Once again, it’s easy at this stage to get overly excited and pushy, but don’t. Instead, allow your child to make the preparations and resist the urge to help unless asked, and even then don’t over do it. Show interest and ask questions that are genuine, but not questions that appear to be to intruding and critical.
The contemplation and preparation phases are considered to be the most important part of the change process and it’s easy to sabotage your teen’s motivation at this point by going back to old ways of dealing with their unapproved behavior.
It’s natural for people to go back and forth between preparation and contemplation, and so it’s easy for parents to see this as a sign that their teen is unmotivated or unwilling to change.
Instead of looking at this as a negative, understand that it’s a natural part of the change process as what may appear to be a simple change to you may be worth considerable contemplation by your teenager.
Don’t be frustrated or judgemental, but allow your teenager space to prepare for the change at hand. Continue to support them through genuine questions and as always, listening to their thoughts.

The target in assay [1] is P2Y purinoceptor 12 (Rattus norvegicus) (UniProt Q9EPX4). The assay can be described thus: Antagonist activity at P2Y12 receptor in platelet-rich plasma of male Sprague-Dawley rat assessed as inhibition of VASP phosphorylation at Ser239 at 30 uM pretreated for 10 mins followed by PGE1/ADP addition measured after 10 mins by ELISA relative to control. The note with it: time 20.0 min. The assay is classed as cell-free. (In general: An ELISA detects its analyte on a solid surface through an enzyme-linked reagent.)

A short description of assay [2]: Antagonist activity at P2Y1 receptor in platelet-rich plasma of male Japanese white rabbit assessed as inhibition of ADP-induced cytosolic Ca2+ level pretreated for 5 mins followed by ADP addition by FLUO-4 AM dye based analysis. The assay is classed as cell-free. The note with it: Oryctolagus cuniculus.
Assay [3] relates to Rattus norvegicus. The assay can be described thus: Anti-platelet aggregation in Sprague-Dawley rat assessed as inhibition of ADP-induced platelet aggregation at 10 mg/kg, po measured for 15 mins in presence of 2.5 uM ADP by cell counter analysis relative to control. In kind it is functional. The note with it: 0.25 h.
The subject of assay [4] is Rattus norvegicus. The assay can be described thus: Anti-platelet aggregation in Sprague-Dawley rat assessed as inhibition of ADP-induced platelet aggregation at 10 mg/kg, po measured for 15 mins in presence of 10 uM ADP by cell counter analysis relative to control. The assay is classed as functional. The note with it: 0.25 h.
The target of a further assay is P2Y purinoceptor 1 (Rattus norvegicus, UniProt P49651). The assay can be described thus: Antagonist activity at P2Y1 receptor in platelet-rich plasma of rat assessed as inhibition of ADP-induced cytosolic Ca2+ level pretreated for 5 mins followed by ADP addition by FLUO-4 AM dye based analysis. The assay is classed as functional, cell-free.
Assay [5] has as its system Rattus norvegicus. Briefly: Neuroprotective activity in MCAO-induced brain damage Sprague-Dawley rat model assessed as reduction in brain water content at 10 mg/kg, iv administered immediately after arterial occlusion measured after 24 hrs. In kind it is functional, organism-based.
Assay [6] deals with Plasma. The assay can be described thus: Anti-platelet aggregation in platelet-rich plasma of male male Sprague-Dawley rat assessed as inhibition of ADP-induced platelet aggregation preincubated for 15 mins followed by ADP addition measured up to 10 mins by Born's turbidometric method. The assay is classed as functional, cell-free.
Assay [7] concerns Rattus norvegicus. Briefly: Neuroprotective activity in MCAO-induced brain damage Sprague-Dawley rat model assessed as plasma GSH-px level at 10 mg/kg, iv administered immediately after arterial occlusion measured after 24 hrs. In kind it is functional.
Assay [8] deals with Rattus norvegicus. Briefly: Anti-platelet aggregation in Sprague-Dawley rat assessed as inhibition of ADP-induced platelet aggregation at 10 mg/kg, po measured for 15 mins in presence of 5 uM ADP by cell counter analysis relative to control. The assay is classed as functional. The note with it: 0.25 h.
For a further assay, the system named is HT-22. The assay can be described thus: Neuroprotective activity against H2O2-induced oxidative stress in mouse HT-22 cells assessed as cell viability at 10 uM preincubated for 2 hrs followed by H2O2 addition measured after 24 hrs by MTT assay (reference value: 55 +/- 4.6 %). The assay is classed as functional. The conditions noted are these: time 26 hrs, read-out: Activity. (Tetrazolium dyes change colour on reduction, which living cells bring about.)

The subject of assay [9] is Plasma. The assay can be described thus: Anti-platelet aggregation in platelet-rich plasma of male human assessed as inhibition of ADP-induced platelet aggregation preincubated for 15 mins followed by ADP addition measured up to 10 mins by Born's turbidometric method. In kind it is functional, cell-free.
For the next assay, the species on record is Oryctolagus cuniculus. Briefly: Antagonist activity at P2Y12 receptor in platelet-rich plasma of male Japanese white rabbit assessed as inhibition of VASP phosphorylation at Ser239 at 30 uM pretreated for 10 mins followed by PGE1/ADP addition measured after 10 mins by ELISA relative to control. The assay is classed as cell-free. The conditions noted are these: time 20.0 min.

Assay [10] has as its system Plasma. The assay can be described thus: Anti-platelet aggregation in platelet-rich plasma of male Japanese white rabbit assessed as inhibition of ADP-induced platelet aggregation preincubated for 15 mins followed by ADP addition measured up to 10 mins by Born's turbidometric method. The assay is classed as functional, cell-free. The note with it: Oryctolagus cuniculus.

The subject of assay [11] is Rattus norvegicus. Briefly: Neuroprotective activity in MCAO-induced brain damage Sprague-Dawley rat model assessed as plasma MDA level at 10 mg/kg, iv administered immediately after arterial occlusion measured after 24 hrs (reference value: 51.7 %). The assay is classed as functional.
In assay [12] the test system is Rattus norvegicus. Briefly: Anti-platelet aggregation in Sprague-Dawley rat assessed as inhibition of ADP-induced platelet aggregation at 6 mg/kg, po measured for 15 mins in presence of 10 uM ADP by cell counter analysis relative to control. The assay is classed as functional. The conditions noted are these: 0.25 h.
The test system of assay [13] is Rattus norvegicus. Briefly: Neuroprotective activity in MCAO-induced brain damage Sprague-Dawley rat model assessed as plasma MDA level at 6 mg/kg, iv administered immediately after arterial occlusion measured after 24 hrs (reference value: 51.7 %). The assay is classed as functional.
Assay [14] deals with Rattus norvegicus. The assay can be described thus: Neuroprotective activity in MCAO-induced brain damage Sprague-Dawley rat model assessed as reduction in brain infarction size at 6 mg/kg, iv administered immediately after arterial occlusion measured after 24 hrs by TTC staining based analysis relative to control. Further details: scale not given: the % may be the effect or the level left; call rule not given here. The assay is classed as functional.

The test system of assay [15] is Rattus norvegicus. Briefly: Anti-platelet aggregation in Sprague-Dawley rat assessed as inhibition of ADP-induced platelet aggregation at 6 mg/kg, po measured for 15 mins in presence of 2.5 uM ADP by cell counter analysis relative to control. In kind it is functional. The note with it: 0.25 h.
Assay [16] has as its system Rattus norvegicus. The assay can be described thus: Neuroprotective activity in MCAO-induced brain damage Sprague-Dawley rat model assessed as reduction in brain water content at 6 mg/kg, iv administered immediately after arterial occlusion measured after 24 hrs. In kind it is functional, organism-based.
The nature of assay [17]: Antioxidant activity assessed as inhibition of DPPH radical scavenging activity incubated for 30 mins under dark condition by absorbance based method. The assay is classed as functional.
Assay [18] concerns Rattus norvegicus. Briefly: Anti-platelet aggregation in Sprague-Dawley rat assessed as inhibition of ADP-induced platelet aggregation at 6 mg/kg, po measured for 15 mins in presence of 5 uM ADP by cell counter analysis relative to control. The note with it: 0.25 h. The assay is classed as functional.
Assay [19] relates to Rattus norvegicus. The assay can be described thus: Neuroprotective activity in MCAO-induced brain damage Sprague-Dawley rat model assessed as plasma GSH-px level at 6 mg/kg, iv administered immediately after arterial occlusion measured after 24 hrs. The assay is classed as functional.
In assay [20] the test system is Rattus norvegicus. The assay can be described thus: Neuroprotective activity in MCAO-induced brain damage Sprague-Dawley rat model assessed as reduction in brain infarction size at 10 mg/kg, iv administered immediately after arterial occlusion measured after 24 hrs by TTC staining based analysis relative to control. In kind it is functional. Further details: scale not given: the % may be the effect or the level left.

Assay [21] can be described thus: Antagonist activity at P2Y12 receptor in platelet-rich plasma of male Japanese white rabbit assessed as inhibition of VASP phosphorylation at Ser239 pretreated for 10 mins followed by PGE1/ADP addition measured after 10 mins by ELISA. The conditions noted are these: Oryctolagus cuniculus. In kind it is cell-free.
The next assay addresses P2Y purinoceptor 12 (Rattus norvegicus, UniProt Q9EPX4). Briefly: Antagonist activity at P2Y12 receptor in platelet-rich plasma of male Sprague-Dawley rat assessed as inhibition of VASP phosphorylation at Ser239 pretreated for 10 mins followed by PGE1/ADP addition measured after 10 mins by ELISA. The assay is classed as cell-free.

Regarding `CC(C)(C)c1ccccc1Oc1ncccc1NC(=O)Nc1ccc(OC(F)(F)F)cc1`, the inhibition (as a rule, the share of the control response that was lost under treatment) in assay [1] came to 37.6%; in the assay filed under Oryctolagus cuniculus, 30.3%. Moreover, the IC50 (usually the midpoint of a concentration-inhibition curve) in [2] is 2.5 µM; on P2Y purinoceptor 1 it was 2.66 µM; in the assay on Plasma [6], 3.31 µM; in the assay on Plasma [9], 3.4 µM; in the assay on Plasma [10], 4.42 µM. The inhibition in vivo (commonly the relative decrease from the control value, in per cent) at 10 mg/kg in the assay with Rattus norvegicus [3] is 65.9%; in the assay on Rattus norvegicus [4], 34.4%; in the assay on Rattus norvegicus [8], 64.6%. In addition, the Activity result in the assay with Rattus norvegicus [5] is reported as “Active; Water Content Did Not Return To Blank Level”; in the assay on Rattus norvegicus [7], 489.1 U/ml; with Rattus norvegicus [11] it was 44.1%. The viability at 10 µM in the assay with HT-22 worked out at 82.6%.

At this stage, your teen is actually making the change. They are actually studying, doing homework, going to all their classes, whatever the change may be. They may from time to time revert back to one of the earlier stages, but for the most part, they are making steady change and progress.
At this stage, parents are thrilled that their teen is making better choices and that’s natural, but refuse the urge to become a cheerleader. Remember, this change is not about you, but about your teenager. It’s okay to ask them what has this successful change been like for them, and that simple question is saying a lot.
Your teen may stumble as they continue to find their way through this change and that’s okay. Don’t jump in to redirect them unless they ask for it.
It’s very important that they do this on their own so at the end of the day they will know that they were responsible for making a positive change in their life and they can do it again and again.
Helping them build self-efficacy is one of the greatest gifts a parent can give to a child.
When your child has maintained the change for six months, they are in the maintenance stage. You are very proud of the changes your teenager has made. There is likely less arguing going on and more peace in the house as you have made successful efforts in motivating your teenager!
Next post we will discuss key concepts of motivation including goals and empathy.